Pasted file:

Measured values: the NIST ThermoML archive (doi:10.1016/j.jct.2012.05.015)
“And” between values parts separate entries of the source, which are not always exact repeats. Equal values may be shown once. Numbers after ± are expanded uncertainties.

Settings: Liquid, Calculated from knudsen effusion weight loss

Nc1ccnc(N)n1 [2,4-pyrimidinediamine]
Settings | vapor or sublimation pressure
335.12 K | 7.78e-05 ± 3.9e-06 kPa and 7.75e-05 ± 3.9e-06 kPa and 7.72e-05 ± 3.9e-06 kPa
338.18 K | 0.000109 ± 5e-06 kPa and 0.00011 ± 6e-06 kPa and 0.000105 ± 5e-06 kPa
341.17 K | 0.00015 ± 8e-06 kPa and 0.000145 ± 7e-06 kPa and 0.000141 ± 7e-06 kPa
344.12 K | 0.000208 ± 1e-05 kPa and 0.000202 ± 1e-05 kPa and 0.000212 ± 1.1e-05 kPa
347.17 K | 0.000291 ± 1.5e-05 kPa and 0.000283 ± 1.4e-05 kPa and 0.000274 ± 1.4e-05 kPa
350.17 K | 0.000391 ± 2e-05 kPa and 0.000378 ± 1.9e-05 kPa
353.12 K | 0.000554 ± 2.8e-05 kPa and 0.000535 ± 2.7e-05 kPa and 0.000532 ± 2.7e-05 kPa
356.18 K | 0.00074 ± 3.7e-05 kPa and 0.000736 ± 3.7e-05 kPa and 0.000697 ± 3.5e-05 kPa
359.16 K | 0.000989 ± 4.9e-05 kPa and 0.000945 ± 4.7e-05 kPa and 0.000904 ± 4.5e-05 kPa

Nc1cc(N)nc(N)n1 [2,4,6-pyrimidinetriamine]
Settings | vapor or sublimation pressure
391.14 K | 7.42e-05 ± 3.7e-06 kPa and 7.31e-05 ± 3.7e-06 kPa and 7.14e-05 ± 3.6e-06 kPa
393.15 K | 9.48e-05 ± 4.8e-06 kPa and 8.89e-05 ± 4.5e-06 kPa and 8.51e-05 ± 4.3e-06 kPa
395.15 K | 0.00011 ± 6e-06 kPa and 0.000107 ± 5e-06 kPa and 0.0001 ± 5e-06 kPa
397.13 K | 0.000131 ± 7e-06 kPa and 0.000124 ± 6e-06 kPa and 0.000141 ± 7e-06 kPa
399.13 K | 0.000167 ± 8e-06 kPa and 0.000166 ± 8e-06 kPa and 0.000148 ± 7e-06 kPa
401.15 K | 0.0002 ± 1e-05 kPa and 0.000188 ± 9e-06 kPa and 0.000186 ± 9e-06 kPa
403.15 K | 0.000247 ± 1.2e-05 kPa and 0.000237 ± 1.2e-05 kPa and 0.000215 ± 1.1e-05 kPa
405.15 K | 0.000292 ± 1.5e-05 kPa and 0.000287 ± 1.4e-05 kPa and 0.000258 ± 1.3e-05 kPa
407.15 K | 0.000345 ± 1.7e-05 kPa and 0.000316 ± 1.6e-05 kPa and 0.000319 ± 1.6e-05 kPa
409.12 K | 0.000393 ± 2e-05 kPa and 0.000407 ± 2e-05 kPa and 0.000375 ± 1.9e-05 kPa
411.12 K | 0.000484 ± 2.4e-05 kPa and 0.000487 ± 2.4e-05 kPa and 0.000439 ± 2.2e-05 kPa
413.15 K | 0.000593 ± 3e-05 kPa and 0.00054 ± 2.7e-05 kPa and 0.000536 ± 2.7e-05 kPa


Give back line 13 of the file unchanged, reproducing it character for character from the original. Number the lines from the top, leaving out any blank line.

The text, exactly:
356.18 K | 0.00074 ± 3.7e-05 kPa and 0.000736 ± 3.7e-05 kPa and 0.000697 ± 3.5e-05 kPa